The analysis of the DNA of Lonesome George, the last specimen of a giant turtle species – who died in 2012 – has revealed genetic keys that explain the longevity of these animals.
Lonesome George—the last Pinta tortoise, or Chelonoidis abingdonii passed away at the age of 100 in a conservation facility in the Galapagos Islands in
2012. In his last years, he was known as the rarest creature in the world.
Six years later, his DNA is helping scientists understand a number of things about Longevity and health.
A recently published study on George’s genome reveals that the tortoises have specialized genes for longevity, immune response, and cancer resistance that other vertebrate animals do not possess.
The results of the study appear in the journal Nature Ecology & Evolution.
“Lonesome George is still teaching us lessons,” said Adalgisa “Gisella” Caccone, senior researcher in Yale’s Department of Ecology and Evolutionary Biology and co-senior author of the paper.
Researchers found a plethora of incredible things after studying Geroge’s genetics.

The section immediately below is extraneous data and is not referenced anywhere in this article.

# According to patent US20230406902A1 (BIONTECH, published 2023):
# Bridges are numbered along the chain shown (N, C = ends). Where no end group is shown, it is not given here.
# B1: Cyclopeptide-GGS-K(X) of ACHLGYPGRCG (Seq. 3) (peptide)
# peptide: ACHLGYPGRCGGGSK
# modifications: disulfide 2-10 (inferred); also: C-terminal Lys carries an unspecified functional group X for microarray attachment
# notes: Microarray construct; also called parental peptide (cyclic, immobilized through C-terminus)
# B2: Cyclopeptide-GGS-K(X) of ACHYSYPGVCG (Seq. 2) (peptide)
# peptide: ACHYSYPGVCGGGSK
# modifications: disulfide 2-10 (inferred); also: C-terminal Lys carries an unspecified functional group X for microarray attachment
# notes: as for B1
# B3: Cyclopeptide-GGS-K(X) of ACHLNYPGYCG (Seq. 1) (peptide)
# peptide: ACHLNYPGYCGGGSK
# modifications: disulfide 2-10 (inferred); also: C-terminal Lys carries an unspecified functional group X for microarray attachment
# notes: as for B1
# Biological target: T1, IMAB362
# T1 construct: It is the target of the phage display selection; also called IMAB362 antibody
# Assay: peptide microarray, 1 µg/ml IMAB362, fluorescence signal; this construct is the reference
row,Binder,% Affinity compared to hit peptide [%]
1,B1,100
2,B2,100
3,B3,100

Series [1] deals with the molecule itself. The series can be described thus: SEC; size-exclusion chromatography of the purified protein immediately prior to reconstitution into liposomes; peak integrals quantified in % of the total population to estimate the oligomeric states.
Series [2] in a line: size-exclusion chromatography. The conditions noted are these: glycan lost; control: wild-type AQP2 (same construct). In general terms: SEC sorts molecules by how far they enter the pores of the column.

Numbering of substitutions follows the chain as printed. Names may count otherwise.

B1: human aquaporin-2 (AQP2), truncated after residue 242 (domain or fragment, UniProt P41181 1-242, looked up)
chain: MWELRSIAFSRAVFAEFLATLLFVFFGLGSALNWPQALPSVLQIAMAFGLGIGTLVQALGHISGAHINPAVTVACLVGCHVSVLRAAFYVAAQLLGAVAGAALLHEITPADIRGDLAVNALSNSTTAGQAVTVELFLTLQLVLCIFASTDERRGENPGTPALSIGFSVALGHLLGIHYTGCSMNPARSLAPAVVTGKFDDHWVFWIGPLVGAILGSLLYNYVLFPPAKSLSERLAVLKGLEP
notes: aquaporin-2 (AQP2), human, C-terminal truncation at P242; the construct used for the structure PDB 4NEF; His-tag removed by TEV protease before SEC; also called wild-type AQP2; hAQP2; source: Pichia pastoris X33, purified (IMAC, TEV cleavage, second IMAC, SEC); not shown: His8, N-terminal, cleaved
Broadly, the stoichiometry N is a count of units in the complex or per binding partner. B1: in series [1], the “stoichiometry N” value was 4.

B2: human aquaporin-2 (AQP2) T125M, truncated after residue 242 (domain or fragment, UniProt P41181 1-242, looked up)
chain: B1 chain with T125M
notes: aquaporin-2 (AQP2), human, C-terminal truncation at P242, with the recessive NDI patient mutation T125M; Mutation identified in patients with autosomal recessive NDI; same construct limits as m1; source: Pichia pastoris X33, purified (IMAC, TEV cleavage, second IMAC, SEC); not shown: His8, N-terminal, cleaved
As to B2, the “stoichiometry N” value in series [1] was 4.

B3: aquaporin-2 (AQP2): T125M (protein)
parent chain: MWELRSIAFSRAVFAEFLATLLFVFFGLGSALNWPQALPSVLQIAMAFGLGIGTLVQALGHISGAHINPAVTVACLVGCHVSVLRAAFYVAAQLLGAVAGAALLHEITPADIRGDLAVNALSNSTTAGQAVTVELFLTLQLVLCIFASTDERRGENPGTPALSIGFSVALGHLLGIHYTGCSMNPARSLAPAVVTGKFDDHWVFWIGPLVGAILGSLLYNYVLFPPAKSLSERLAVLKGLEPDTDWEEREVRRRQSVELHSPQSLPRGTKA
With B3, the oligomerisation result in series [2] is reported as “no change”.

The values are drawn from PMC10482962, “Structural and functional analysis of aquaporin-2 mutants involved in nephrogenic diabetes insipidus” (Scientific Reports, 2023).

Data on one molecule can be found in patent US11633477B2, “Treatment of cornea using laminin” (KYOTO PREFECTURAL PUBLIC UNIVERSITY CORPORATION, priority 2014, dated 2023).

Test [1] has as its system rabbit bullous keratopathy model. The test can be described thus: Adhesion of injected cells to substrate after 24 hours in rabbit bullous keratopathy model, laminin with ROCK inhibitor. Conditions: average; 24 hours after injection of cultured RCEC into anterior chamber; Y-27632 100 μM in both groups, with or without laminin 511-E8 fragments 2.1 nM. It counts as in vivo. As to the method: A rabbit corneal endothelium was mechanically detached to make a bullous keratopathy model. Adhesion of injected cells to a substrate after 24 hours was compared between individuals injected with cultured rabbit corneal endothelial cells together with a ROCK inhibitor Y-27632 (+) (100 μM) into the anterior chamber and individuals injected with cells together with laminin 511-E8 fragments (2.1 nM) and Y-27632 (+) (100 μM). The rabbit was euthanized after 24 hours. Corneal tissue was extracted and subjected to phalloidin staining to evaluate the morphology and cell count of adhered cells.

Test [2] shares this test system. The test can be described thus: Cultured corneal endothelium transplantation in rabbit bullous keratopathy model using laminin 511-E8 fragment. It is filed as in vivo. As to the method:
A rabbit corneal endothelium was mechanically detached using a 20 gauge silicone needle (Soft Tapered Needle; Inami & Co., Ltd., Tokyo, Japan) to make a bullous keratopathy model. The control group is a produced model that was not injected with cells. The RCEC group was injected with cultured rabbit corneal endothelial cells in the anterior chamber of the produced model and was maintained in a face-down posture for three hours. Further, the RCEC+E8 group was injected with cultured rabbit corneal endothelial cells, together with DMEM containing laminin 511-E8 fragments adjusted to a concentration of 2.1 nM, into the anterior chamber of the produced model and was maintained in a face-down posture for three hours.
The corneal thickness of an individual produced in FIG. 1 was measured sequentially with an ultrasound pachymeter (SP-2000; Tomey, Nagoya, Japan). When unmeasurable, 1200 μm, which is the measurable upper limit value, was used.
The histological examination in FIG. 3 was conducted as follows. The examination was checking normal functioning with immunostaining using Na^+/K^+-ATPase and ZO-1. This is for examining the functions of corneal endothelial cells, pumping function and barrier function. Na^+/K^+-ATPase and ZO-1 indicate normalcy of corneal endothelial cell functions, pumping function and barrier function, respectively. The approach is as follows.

Scientists discovered that genes that have been linked to longevity in humans were also found in the tortoises and that those genes had undergone positive selection. This means that environmental pressures favored tortoises with genes for a longer life.
They also looked closely at 891 genes associated with the immune system and discovered that Lonesome George had duplications that are not present in the human genome.
Scientists also found tumor-suppressing genes, genes related specifically to DNA repair, as well as genes that help stave off oxidative stress, which is known to cause age-related problems.
Read more: https://www.smithsonianmag.com/smart-news/lonesome-george-giant-tortoise-reveals-cancer-fighting-and-longevity-genes-180970948/#RxFEUKVzfq8Jz1qE.99
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“We had previously described nine hallmarks of aging, and after studying 500 genes on the basis of this classification, we found interesting variants potentially affecting six of those hallmarks in giant tortoises, opening new lines for aging research,” explained Carlos Lopez-Otin from the University of Oviedo in Spain.